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Pipes Nightmare in the Kitchen

Posted by elisa73 (My Page) on
Sat, Dec 1, 12 at 22:39

Hello,

I really hope you guys can help me, at least to make peace with this dilemma:

We just bought a 1930 colonial (first home), and in the kitchen there is an arch that separates it in two. The arch is cute and all, but just too low (I mean it's fine for me, I'm 5'2" but not for hubby, he's 6'2"), at about 6'1".

I've had two plumbers look at it, the first said it's a lot of work and it will cost more than $2,000, and I'm not too sure what he would do (he even said something about running the waste into the vent pipe on the side, and that scared me a little)

The second plumber said he can raise it 8 inches for $1,500.

If you look at the picture you see the waste line coming down from the bathroom, going around the arch and down to the basement. There is also another pipe up there, running diagonally which I'm not sure what it is, but from what I've understood it's also making things more difficult to move.

On the other leg of the arch is the vent pipe for a sink coming up from the basement and then the kitchen sink vent pipe attaching on this floor and both going up to the roof.

From a professional point of view, what can we really do? Can we really raise it without causing any problems? Is the job really worth $2,000?

Any input is sooo appreciated!

Thanks,
Elisa


Follow-Up Postings:

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RE: Pipes Nightmare in the Kitchen

Here's the picture of the other side of the arch.


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RE: Pipes Nightmare in the Kitchen

I live in a major metropolitan area, in a 1940s house. A plumber called upon to deal with moving/teeing/adjusting those major waste pipes, one way or the other, would be thousands dollars more than $2000. That is a major job in our area.


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RE: Pipes Nightmare in the Kitchen

Is there an adjacent room that you can expand the kitchen into and let this low arch become a wall for another adjacent room? In other words, doing a different configuration layout for the kitchen and surrounding rooms with new framing such that you frame that problem wall with the arch as a solid wall?

Not sure if I'm explaining myself but seems like framing new walls would be cheaper than moving major plumbing?

I'm not an expert but thought I would mention this as a possible way to cut costs (and maybe get a great new layout of rooms in the bargain?). Though if there are load bearing walls to be opened up, then that may not be so cheap.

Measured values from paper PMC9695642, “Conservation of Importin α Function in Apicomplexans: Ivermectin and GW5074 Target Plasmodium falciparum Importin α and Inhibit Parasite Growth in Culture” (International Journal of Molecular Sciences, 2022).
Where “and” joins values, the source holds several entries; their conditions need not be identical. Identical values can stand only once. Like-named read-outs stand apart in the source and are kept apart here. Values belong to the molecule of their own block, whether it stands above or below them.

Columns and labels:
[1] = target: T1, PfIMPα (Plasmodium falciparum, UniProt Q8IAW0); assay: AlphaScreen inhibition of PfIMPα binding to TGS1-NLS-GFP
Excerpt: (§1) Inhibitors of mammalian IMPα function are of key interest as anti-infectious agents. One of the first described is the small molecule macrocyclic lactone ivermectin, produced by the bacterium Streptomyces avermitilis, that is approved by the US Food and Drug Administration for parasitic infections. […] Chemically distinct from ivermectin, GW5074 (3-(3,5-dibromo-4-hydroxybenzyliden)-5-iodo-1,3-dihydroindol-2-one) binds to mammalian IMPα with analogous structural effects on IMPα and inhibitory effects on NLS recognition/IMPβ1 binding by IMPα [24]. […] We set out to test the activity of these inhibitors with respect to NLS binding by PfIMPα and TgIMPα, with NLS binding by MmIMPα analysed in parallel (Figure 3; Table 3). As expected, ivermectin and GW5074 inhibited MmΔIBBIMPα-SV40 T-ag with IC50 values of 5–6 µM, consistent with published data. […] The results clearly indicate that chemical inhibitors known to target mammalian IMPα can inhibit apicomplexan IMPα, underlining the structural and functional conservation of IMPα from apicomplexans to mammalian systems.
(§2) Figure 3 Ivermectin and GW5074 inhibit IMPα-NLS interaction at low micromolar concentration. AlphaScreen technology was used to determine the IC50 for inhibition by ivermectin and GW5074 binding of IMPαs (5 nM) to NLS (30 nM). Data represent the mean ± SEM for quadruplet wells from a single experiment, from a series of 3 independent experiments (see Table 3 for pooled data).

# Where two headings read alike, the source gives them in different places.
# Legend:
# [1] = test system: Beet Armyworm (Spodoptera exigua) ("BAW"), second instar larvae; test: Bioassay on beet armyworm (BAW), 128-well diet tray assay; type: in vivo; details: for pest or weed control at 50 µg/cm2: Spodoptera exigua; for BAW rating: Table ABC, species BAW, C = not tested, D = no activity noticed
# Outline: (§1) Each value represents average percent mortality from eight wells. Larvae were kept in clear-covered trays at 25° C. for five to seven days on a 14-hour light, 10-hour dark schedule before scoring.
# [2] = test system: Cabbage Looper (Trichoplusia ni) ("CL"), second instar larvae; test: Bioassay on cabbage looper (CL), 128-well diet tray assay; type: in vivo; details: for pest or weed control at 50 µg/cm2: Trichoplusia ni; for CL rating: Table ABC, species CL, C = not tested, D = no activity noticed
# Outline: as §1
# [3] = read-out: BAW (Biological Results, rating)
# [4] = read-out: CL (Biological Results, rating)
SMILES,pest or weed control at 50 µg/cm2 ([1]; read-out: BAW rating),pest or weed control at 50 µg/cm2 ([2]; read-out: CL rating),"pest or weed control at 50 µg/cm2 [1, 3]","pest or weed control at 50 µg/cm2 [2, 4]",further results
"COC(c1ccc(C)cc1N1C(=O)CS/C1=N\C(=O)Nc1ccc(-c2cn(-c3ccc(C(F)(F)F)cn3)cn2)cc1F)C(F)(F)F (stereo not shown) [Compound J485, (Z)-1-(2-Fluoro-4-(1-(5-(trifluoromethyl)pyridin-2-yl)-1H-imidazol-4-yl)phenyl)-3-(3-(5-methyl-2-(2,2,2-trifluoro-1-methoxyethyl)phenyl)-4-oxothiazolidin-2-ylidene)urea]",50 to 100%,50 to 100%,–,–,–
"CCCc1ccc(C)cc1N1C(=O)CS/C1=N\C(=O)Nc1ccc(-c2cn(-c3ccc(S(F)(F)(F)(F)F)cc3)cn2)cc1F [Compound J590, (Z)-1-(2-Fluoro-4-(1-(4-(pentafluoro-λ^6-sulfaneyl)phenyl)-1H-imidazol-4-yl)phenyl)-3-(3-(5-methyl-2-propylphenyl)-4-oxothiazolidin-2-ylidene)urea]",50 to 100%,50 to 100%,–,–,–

I am very sorry about your predicament. we own an older home so I can relate somewhat to your struggle. Good luck.


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RE: Pipes Nightmare in the Kitchen

Hello elphaba,

I understand what you are suggesting, and I've thought about doing it too. The problem is that while I could expand the kitchen into the dining room, this piece of kitchen that I close off would be useless, just a small room with no purpose (maybe storage).
Also, on that side of the kitchen I have two nice windows that give a lot of light that I don't want to lose.
As you see, it's not an easy situation.
I have a third plummer coming to look at it this weekend. After that, I will need to make up my mind.
Thanks again for your input.
Elisa


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RE: Pipes Nightmare in the Kitchen

1) being old house are pipes cast iron? Great for soundproofing but extremely expensive to do anything in today's pricing. If so, may save money by replacing with PVC (pipe is very cheap--job almost entirely labor with PVC).

2) Pipe over arch is puzzling. Is there a second floor? If not ad this is just a vent pipe, may make sense to have two roof penetration for separate vent pipes, one for each stack straight up and nothing over arch

3) Rising pipe: no functional issues as long as all pipe is either vertical or at required slight slope


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RE: Pipes Nightmare in the Kitchen

Did you ever get this problem resolved? We are facing the same issues - almost identical layout to your kitchen.


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RE: Pipes Nightmare in the Kitchen

"being old house are pipes cast iron? "

Larger looks like CI.

Smaller ones like galvanized steel (threads together).

The Galvanized steel is likely past any useful life.

3 inch or 4 inch CI are likely just fine.

It can be some extra work to joining PVC to the old CI, but Fernco has adapters.


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